SMC TOMS club interviews founder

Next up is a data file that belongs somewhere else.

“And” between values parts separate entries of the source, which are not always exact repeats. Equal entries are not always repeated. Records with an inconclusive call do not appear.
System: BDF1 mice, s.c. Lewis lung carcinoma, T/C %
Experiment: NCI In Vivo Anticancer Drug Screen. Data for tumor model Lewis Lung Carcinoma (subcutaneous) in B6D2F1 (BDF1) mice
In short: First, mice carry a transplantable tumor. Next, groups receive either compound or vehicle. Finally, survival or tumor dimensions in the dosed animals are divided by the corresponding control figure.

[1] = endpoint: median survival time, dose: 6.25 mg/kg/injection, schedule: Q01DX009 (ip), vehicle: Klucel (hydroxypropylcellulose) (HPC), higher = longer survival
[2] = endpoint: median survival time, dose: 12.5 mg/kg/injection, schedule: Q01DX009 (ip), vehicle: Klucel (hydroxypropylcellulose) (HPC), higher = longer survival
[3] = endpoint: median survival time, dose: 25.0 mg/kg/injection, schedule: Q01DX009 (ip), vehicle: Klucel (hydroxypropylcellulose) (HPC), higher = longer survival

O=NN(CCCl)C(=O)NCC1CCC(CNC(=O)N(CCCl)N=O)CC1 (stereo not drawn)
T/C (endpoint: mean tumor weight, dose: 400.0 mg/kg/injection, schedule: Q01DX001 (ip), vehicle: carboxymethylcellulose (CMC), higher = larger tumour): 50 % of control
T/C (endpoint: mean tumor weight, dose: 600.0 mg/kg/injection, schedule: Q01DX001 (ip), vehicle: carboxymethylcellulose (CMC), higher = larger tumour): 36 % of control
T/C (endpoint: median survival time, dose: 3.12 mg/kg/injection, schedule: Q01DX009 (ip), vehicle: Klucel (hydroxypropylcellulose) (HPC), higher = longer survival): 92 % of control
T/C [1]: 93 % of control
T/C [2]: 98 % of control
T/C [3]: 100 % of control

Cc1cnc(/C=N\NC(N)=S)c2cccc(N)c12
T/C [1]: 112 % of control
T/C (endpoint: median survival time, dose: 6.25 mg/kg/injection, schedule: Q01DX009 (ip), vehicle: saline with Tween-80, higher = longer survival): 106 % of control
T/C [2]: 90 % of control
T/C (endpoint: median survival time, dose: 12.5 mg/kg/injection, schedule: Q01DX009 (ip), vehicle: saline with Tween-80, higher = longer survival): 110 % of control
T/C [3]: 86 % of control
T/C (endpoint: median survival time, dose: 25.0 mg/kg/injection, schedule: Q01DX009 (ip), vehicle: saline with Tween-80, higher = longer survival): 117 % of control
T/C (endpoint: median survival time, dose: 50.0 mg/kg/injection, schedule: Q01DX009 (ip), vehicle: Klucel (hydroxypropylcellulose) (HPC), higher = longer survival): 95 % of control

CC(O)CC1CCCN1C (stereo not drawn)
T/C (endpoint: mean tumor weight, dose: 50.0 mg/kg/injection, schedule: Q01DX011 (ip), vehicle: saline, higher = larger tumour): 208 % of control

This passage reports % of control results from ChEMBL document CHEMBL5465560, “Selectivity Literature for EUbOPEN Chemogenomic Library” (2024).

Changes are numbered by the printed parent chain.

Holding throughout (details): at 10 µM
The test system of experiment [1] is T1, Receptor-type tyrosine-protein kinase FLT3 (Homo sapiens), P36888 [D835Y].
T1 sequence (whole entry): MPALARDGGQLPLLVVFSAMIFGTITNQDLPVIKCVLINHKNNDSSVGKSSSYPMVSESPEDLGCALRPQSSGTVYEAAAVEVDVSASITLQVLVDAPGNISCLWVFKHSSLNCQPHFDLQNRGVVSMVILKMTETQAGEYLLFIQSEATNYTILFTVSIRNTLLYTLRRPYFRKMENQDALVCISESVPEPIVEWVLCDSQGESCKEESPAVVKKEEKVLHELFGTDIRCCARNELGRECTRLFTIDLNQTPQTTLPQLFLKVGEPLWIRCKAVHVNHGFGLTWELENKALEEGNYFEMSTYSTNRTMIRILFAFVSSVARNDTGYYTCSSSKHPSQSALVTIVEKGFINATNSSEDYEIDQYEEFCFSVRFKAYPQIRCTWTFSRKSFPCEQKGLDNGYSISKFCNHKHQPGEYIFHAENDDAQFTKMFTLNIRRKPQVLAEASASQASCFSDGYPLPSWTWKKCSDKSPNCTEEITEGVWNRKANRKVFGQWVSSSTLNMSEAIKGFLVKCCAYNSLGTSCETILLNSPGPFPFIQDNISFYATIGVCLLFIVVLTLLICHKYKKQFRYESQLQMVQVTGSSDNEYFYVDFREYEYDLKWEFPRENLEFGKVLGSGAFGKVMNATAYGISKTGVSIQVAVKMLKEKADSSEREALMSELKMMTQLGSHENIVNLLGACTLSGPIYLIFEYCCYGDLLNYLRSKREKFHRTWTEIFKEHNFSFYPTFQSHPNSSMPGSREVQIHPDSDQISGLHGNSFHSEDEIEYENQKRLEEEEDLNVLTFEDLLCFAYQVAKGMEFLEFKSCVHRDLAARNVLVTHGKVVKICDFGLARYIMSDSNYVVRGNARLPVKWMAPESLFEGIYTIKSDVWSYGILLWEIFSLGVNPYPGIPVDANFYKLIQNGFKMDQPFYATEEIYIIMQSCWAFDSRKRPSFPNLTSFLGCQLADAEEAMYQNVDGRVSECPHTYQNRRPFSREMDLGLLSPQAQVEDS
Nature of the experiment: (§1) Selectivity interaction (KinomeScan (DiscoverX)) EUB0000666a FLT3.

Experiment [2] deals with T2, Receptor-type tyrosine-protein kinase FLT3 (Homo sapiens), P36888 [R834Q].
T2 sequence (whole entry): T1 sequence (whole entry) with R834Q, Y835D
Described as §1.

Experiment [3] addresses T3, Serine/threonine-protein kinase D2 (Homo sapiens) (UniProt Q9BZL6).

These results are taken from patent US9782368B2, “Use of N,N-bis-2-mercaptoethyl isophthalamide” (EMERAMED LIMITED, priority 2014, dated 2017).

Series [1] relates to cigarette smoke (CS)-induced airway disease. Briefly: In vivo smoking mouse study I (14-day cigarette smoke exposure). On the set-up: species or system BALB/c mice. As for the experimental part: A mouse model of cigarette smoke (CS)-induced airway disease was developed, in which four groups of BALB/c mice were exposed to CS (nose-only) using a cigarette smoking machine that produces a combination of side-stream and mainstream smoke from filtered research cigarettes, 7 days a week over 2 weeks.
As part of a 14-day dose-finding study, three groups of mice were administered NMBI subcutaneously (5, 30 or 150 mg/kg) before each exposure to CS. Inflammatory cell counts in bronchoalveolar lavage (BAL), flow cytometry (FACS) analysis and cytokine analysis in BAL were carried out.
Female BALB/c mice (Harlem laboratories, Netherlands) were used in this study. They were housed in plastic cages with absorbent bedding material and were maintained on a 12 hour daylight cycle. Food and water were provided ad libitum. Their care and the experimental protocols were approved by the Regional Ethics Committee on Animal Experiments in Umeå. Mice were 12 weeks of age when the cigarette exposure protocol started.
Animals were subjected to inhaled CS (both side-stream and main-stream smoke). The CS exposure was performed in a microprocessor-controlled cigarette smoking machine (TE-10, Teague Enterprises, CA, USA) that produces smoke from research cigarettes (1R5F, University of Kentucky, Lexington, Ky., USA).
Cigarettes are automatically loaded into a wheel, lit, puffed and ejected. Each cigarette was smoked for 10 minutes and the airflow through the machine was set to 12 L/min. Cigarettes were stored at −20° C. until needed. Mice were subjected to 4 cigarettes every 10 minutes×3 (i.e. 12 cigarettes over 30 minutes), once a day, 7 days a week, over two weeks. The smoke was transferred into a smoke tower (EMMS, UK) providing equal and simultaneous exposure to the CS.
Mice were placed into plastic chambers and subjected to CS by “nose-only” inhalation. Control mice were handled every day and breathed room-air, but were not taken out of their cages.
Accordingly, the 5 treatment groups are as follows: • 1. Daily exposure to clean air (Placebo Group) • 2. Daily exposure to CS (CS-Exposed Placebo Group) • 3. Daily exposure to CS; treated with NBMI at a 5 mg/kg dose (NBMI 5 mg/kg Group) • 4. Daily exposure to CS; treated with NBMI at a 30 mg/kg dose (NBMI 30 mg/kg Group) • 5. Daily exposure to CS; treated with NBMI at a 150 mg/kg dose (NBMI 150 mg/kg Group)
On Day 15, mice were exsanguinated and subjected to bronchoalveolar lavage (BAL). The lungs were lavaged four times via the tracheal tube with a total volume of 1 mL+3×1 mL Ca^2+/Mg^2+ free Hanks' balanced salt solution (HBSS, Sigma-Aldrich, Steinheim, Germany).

first_imgPhoto courtesy of Nora Clougherty Members of the TOMS club at Saint Mary’s Skyped with TOMS Shoes founder Blake Mycoskie during his TED talk Thursday.The TOMS company, through its “One for One” model, donates a pair of shoes to the poor in third-world countries every time someone buys a pair of its shoes. When someone purchases TOMS eyewear, a part of the profit goes to help restore sight to those who are poor. A new addition to the One for One organization is TOMS tote bags. Every time one is sold, a new bag, along with a safe home birth kit, is given to a pregnant mother in need of one.“For a long time, TOMS just provided shoes,” Mycoskie said. “We now have factories in Haiti and Kenya. We try to continually stretch the boundary of our company to create jobs.”Martin Burt, the founder and CEO of Fundacion Paraguaya (FP), which receives and distributes donated shoes, also Skyped in with Mycoskie and the Saint Mary’s club.“We are using TOMS not as charity but as self-help,” he said. “It is self-help and self-reliance that gets people out of poverty.”Burt, who founded FP in 1985, works to provide education in entrepreneurship and microcredit to students in Paraguay. At the moment, he is creating schools specifically for rural youth who are chronically unemployed, as well as developing the “Poverty Stoplight,” which uses technology to help poor families understand their economic position and work to improve it.“Our bottom line is impact, not poverty,” he said. “We try to design ways to diminish poverty.”TOMS club president Nora Clougherty said it was rewarding to speak to both Mycoskie and Burt, whose foundation, as a TOMS giving partner, directly uses the shoes.“We were not only able to witness how the shoes are being put to use, but we also got to talk to someone who was directly impacting TOMS,” she said.In response to a question from the Saint Mary’s club, Mycoskie said the biggest challenge was just making the shoes while keeping one question in mind.“How do you preserve a culture of giving as you scale a big business?” he said.Mycoskie said another major obstacle was keeping in mind the purpose of TOMS creation.“The challenge was in keeping the whole organization excited and focused on why we do what we do,” Mycoskie said. “More important is the mindset that we’re changing.”Burt said a partial obstacle to eliminating poverty is that people sometimes forget that poverty exists.“It’s not that the poor are invisible — we do not see,” Burt said. “We can transform the world and end poverty in one generation just with the TOMS shoe example, but it is impossible for people to see the solutions that are right under our nose.”Burt said TOMS is a good model because it can be applied beyond just shoes.“This is about social innovation, taking what works in one industry and applying it to another industry,” he said.Clougherty said the conversation inspired the club to continue to spread its message.“My goal is to one day see everyone on campus wearing TOMS so that we can see the change a simple purchase can have,” she said.Another club member, Delaney Hunt, said talking to Mycoskie helped her to consider the service aspect of business.“Talking to somebody that has that reputation and is so well-known makes it more real,” she said. “It makes me believe in their mission even more — it makes it more personal. The business model itself is interesting in that you could apply it to anything. It gives me ideas on what you can do with a normal business major.”Club member Tori Wilbraham said Mycoskie’s talk was particularly impactful as she prepares to graduate.“He inspired me to follow my passions rather than pursue a career for money,” Wilbraham said.last_img read more